Bits of zen flotsam & jetsam from the daily practice of a zen fool with shards of modern Buddhist art from my studio. Sometimes cranky, sometimes inspiring, mostly entertaining.
Tuesday, May 31, 2011
"The Unknown, The Territory of the Creative
I am hoping for rain tomorrow. Did you hear me say that? I can't believe I just said that. But there is an ulterior motive. If it rains I can stay in and paint all day! Recently I have been weed obsessed. I jump out of bed in the morning and race outside to spend time in the company of weeds.
The definition of a weed is simply a plant growing where we don't want it to. Aren't we bossy, we humans, wanting plants to grow only in particular places. We are so not like the natural world that just accepts things wherever they grow. I aspire to be more like nature but meanwhile I have my own ideas of beauty which doesn't include small green things growing in pathways and filling up ancient herb beds in a helter skelter sort of way. And this idea of beauty comes with a cost.
I have spent many days working in my yard as a weed tamer, (not as dangerous as lion taming and no whip or chair required) hoeing and digging and pulling until my wrists and finger tips ache and my hands look like those of an ancient peasant woman. I love it really, pulling weeds. I love being outside with the birds and the squirrel, the deer. I remind the quail not to eat the grass seed I've spread on some bare patches and listen to the buzz of hummingbird wings aiming themselves at my sagging prayer flags. I am treated to the strong sound and huge expanse of eagle wings cruising past me as I work. Sometimes I think about the spiritual aspect of weeding. As I pull each misplaced green thing, I think of weeding my mind of its less wholesome thoughts, it's worries, it's doubts, it's inclination to manufacture problems and blockages where really there is just open space and situations.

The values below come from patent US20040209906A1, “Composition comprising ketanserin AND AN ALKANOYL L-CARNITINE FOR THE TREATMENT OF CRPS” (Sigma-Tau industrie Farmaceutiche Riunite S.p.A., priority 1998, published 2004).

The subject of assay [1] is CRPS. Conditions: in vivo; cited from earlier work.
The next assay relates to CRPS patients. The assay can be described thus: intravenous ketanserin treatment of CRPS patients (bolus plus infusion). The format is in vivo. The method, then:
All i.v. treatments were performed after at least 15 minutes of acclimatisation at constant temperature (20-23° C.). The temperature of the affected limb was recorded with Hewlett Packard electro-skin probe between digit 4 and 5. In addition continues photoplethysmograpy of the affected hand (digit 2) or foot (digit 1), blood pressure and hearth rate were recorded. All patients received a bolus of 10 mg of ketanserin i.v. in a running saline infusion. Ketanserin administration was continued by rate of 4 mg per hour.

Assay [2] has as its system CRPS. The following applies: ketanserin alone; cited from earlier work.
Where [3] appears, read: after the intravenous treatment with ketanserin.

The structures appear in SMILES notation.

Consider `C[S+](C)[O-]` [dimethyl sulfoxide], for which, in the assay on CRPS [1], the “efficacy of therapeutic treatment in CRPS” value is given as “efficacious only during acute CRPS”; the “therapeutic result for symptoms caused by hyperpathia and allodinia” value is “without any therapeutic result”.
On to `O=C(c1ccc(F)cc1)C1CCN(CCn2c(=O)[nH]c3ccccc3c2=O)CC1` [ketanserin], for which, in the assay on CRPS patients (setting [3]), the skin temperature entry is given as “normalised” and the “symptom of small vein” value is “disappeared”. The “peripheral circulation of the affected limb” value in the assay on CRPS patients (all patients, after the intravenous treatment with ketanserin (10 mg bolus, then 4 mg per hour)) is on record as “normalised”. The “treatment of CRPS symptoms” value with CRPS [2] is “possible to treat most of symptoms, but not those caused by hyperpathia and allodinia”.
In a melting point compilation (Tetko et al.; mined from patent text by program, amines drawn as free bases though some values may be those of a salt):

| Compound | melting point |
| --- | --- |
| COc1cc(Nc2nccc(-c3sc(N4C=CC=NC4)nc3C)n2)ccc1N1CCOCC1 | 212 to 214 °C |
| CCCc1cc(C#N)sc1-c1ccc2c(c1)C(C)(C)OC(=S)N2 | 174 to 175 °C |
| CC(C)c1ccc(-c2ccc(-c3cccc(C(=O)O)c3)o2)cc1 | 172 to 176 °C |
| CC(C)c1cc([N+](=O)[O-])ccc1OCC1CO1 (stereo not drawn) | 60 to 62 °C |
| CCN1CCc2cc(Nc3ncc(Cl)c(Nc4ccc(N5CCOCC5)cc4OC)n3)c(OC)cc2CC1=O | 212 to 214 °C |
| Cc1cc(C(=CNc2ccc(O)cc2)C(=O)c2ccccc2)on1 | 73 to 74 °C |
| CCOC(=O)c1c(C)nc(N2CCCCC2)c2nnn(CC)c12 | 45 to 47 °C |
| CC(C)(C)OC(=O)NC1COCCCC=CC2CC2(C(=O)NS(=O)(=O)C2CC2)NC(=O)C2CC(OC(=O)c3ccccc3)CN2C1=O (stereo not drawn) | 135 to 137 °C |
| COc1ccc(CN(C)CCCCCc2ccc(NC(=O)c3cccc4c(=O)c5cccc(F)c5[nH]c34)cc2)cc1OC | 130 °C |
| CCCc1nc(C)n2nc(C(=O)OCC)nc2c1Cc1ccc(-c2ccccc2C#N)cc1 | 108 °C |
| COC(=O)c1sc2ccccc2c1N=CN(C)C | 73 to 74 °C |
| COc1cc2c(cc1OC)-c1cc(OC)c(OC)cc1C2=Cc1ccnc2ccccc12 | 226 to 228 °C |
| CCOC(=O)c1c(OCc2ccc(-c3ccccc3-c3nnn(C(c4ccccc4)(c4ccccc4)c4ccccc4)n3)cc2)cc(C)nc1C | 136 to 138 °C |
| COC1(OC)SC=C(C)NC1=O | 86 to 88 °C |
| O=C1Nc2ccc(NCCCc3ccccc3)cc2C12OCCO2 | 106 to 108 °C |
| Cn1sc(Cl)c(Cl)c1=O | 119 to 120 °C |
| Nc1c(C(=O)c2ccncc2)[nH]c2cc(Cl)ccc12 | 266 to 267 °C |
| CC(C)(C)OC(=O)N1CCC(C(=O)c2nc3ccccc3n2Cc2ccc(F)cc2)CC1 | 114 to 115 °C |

But back to painting and the creative life. Here's a wonderful talk by Tenzin Wangyal Rinpoche where he takes a broad approach to creativity. He talks about living creatively with openness and joy as essential ingredients to this way of being. He invites us to open to our resistance and fears, to "host" them as he calls it. He invites us to enliven ourselves by orienting ourselves to what's right in our life. He teases that this will energize us more than a cup of coffee in a mid afternoon slump.
I also wanted to draw your attention to a great creative resource I have been exploring. It's a site called the awakened eye created by miriam louisa who has been exploring the ground of creativity for many years. She has a free 8 chapter ebook of exercises that I have plunged into which are inspirational and packed with years of exploration and teaching. Her site also offers bios and links of artists that explore the dual path of spirituality and creativity. She has kindly featured me there in her latest post. Her list of artists is extensive and a fun place to wander away the hours. I have discovered many amazing artists with fascinating orientations to their art. Favourites of mine such as Frederick Franck (her site is a nod to Franck and his book of the same title, "the awakened eye"), John Daido Loori, Dzigar Kongtrul Rinpoche all rub elbows together here.
I will end with a little teaser from the first of miriam louisa's ebooks. "Making things provides an opportunity to observe all the strategies we blindly, as well as intentionally use to avoid encountering the unknown. The unknown is the territory of the creative." Join me tomorrow at the corner of unknown and openness. I'll be the one in the tatty sweater with the crazy hair and a rumpled paint brush in my hand.
Buddhism & Art...if I had to pick two words that give an overview of what I get up to in this world those would be my choices. Buddhism is the ground upon which I rest all else. I like to think it brings me some sanity. It helps me think in some logical way about what I am doing and look at it as deeply as possible. What did I just do? Why ? What's that all about? ...To try and look at my life without sliding over things or fooling myself...To be present for life, not rejecting or preferring one experience over another. Buddhist practice makes my life full and rich, sometimes filled with joy and sometimes with a deep experience of the suffering present in this world.
After all those words does it seem odd to say that it is the simplicity of Zen that appeals to me? This inclination to simplicity pulls me to try and integrate my practice and work, to paint Buddhas, to observe my process as I work.
I am drawn to mixed media, integrating script and words with images and colour.